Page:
NEW STUDY! Parasym Plus™ for Multiple Sclerosis › Forums › PrettyIll.com Discussion › Vision › Newby – could do with picking your brains please › Reply To: Newby – could do with picking your brains please
NHS Neurologists here did nothing at all (and I saw several!) except take down my history and look at me blankly, one BUPA neuro offered me Amytriptyline (to make me so woolly headed that I’d stop complaining!) – but I declined and I’m glad I did because it’s not recommended for POTS.
I had no option but to take matters into my own hands, it felt like I was slowly slipping off this mortal coil, to me it was a race against time. Before my accident I was a freelance Systems Analyst, so I simply took the approach that I would for any other contract won.
I had to educate myself with the ‘tools of the trade’, which in this particular case were anatomy, radiology, neurology, biomechanics and some systems biology – thank heavens for the internet! I bought stacks of text books, a working model of the skull and vertebrae and a CD from a trainee doctor on how to read MRI’s! It was a major task, it wasn’t easy by any means.
I obtained copies of all of my medical records, x-ray and scans. I sought anyone with knowledge who would interact with me by email, I was surprised who stepped forwards. So, with ‘necessity being the mother of invention’ and all that, I grew more and more familiar with anatomical terms/landmarks and with was normal and what was not.
I took a table with a glass top and made a make-shift ‘lightbox’ for viewing and photographing my x-rays, so I could load them up onto computer. I also pegged all of my x-rays and scans on a line that I fixed up in front of my patio door, so I could look at them ‘in series’ rather than individually.
I found loads of things they’d missed – fractured base of skull, 2 fractured vertebrae, damaged/thickened transverse ligament, swollen tissue, possible fractured condyle, a progressing empty sella, a seemingly twisted brainstem, an abundance of fluid in my brain, Chiari 0 (low-lying cerebellar tonsils) but most important of all – Cranio-cervical Instability.
Now I’ve spoken with many people who have chiari 0 (which isn’t acknowledged by many in the medical fraternity) but these these people are really symptomatic and not getting any help. They are not solitary cases. I couldn’t believe why so many of us were being fobbed off, or treated as psychiatric cases, so I decided to look at ‘the state of neurologists’ in the UK. I couldn’t believe what I was reading, that there was a great shortfall of neurologists so the powers that be had recruited doctors who were trained/had been practising in psychiatry! What chance had we got?!!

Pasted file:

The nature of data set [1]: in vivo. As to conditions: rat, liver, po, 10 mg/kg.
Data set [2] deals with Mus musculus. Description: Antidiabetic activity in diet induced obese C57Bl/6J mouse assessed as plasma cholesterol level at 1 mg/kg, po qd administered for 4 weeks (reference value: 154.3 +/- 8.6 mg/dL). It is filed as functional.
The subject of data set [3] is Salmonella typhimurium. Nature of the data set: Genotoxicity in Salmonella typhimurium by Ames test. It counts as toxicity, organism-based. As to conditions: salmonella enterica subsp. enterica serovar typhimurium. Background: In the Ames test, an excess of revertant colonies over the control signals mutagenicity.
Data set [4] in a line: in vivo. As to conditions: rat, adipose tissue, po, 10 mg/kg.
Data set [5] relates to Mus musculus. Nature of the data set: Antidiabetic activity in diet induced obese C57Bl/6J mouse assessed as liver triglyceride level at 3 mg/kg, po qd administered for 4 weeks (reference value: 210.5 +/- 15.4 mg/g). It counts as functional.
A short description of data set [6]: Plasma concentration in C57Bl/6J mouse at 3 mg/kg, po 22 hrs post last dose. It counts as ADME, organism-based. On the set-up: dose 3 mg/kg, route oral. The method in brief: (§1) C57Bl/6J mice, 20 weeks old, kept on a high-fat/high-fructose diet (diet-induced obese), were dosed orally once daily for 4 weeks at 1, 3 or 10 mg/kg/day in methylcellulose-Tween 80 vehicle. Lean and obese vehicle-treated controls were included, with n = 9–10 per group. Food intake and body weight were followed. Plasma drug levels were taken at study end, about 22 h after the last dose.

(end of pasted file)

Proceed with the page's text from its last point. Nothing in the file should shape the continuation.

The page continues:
I’ve had to sleep upright for 10 years now and this and my philadelphia collar have been my saviours. A word of advice about the Philadelphia collar, you need to get several linings with it (they’re called coolmax) and change them, plus wash the collar every day, otherwise you overheat and sweat and develop sores – you know how easily our skin breaks down. You have to put up with a little overheating and restriction I’m afraid but the benefits truely outweigh the downside.
You need to avoid stretching your neck with a collar as, if you have craniocervical instability, this results in a stretched brainstem – which is NOT good believe me. You need a collar that fits you comfortably, you’re more likely to keep it on that way.
Your head in flexion, particularly if you can touch your chest with your chin, is a SERIOUS NO NO! It has to be avoided at all costs. No wonder it accelerates your symptoms, this is when the brainstem is pinched the tightest and it can cause neurogenic shock, so don’t allow it happen. I cannot stress this point strongly enough.
If I can suggest an explanation for the sudden migraines, when your head is in this chin to chest position, remember that the area which is being compressed is also the passageway where the cerebrospinal fluid circulates between your head and your spine. In your case, this space is already seriously crowded with brainstem and hind-brain tissue so, if you compress this area, the fluid is displaced, the flow stops and the pressure will build up inside your head.
This can cause head pain, possible eye pain, dizziness and I believe it could induce or worsen tinnitus, you might begin to hear blood wooshing in your head as your circulatory system starts to struggle against the raised pressure. The subtle brain compression could cause nausea, tingling, numbness and eventual paralysis, if not corrected. I know because I experienced this many many times.
Sorry for the small novel!
P.S. The C2 peg-like bone, if it bends backwards is called a ‘retroflexed odontoid’.